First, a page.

Which, who knows? Maybe I would be fine. But does “fiercely committed” go into situations that are clearly hazardous to someone with my condition?

I’ve read numerous articles about the fact that a healthy diet and exercise regimen is essential to mental health for everyone, but especially to those of us with a mental illness.

Here’s the thing: running hurts, and eating cookies doesn’t. Pizza is yummy, and celery isn’t. I would rather sit and read than go “feel the burn” and sweat. Sweating is yucky.

But is any of that fiercely committed? It’s more “let me do the bare minimum to stay mostly stable.” Which, I guess is better than nothing, but…it’s only okay. I shouldn’t settle for only okay.

What have you done to be fiercely committed to your recovery? What inspires you? Because I would need some pretty major inspiration to give up pizza and go running in the snow. Also to turn down that internship (which I am so not going to do if I get it. I’ll be fine. Really).

Looks like I’m not fiercely committed. Hm.

 

Barnes and Noble Hide and Seek

“Hey, wanna play hide and seek?” is an odd question to ask a random adult in Barnes and Noble, but that didn’t stop four-year-old Olivia.

I was sitting there, reading books with my husband, when this Olivia kid came and sat next to me. She had bobbed brown hair and huge blue eyes. She wanted to know about my book, so I told her about it. Then I asked her about her book. Then, well…let me break it down for you:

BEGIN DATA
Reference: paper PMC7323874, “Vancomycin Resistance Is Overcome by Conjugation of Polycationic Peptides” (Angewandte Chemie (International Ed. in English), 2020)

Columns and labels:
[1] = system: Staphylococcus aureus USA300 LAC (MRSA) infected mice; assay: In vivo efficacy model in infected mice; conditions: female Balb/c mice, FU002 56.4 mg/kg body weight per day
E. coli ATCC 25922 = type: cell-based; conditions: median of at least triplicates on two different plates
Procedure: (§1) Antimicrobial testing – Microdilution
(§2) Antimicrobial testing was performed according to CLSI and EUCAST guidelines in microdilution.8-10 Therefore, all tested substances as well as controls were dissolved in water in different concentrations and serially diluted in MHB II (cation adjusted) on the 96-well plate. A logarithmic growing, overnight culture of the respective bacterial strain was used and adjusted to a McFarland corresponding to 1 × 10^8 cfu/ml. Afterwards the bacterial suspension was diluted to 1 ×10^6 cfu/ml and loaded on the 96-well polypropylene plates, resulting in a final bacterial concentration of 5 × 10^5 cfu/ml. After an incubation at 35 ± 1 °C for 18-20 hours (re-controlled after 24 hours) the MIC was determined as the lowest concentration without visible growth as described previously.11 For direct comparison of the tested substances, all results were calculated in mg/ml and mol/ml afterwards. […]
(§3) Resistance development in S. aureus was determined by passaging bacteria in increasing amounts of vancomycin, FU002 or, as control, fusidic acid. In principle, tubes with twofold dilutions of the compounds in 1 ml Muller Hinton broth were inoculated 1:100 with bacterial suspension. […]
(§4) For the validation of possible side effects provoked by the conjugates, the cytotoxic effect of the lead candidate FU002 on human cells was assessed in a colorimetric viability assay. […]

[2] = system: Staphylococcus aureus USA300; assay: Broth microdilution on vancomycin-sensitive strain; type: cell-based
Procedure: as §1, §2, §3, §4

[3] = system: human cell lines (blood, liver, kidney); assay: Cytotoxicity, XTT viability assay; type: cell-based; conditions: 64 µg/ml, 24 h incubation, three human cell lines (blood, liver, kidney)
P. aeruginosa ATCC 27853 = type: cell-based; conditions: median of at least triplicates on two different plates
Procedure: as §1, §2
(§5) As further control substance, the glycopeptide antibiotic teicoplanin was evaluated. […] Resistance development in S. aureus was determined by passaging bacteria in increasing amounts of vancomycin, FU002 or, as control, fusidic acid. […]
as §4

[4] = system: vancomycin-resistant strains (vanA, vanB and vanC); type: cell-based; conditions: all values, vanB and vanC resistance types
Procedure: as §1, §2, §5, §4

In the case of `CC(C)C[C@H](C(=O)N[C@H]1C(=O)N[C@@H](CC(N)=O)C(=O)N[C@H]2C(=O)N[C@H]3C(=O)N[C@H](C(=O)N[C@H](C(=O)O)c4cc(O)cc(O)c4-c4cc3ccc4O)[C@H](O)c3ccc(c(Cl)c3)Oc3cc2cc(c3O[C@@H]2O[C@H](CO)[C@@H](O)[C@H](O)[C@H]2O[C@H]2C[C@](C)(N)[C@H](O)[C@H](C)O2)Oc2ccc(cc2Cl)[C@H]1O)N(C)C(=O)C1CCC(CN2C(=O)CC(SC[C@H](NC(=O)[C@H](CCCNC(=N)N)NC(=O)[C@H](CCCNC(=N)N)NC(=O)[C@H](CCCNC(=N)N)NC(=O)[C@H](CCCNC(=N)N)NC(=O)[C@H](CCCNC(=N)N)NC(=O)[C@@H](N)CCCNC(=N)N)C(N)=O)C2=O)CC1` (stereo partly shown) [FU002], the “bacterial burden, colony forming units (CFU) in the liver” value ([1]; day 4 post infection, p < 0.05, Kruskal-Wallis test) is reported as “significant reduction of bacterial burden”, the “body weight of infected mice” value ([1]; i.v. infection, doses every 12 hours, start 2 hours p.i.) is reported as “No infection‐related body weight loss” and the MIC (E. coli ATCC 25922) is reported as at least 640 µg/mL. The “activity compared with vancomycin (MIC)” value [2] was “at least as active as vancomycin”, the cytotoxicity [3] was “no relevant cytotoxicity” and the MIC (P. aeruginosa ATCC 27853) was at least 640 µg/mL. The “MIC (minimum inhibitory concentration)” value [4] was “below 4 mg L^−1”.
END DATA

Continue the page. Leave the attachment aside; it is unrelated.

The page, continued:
Olivia: I love reading so much.

Hazel: Good! Reading is really good for you.

O: I can’t actually read, obviously. I look at lots of pictures. Wait! I can read some words. I can read “sam” and “top” and “tip.”

H: Wow, that’s great!

*we awkwardly both go back to reading for about three seconds*

O: Hey, do you wanna play hide and seek?

H: Ummm…we’re in a Barnes and Noble. You can’t play hide and seek in a Barnes and Noble.

O: Sure you can! You could hide behind that column, you could hide behind the trash can, you could hide under that chair…

H: Right, okay, yes. I understand that you CAN play hide and seek here, but it’s just that…ummm…people don’t.

O: We could.

H: Right. Uh….well…

At this point I looked at my husband, and he looked back at me like, “Are you seriously going to turn down little four-year-old Olivia?” I looked around for this kid’s parents, and I saw a haggard lady who looked like her grandma. She gave me a quasi-apologetic look that seemed to say, “Sorry…but at least she’s not bugging me for five minutes.”

So I played hide and seek with the kid.

I’m not joking.

She hid first (behind a display of stuffed animals), and then it was my turn. I asked how high she was going to count, and she said, “I can count all the way to TWENTY!” Whoa. Dream big. I’ll have time to hide in Madagascar with that kind of head start. I hid behind a case of books, but she said my coat gave me away.